For example, the mysterious Oceanic Austronesian concept of “tapu/tabu,” which was brought to the English language as “taboo” by the controversial Captain James Cook, has been recorded with a sense of the “sacred,” “forbidden,” but also “unclean” or “cursed.” It’s a somber, foreboding, and certainly exciting reading of what appears to be a serious religious belief of the people of the Pacific. But “tapu” is contradictory, sometimes a positive in terms of its air of sanctity and a negative in terms of its cursed uncleanliness. How can it make sense to be both?
Keesing points out that it can be read, more boringly, as something like “off limits,” because things are usually “tapu” in certain contexts to certain people, in a nuanced way. Things are not “tapu” in the absolute, infused with a strange mystical energy by gods and ancestors as they are revered by credible worshipers. Relatively speaking, someone can sensibly define what’s off limits, “tapu,” and that could be a god making a religious pronouncement or it could be parents telling their kid not to do something. Or it could be as blandly ordinary as the related word “kapu,” which some modern Hawaiians put on their non-magical fences to mean “no trespassing.”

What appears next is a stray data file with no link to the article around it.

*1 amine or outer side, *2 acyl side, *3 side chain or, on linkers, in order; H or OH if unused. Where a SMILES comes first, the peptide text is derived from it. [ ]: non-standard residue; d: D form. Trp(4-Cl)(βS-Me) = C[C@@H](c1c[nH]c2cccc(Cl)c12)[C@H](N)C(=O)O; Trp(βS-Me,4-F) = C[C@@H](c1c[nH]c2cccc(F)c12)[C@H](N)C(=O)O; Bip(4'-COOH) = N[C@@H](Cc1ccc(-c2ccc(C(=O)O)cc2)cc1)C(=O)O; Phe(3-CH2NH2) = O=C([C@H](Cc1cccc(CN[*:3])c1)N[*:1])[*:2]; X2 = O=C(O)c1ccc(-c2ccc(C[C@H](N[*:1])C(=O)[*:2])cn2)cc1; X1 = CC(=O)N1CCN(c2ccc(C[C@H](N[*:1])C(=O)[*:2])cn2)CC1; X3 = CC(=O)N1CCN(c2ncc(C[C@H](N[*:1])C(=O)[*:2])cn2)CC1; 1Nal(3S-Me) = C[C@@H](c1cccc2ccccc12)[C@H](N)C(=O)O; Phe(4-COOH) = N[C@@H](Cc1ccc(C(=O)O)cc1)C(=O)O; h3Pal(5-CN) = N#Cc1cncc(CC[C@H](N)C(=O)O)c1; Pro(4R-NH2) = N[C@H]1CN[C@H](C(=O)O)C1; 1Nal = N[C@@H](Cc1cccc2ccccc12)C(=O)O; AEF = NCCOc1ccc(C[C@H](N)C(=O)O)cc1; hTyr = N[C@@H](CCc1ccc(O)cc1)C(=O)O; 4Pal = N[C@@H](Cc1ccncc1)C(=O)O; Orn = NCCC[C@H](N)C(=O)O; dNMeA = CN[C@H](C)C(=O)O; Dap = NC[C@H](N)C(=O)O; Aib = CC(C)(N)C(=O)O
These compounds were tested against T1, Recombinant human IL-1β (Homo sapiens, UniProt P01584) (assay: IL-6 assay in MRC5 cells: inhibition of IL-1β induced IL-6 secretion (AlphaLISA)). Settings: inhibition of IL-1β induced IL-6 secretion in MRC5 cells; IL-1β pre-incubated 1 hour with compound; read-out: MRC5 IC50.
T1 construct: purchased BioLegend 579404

There are many ways of seeing the world, and indigenous cultures all around it have had a long time to amass a great knowledge about how things work. They have evolved languages to tell people about it in ways that they could understand. By mistaking a culture’s hard won history for a fantasy, or by disrespecting the wealth of knowledge in all its different forms, treating it as worthless because it doesn’t look like the conventions we expect, we’re merely keeping up a Columbian, colonial tradition of treating people not like ourselves as less than human. And that might cost us more than we expect.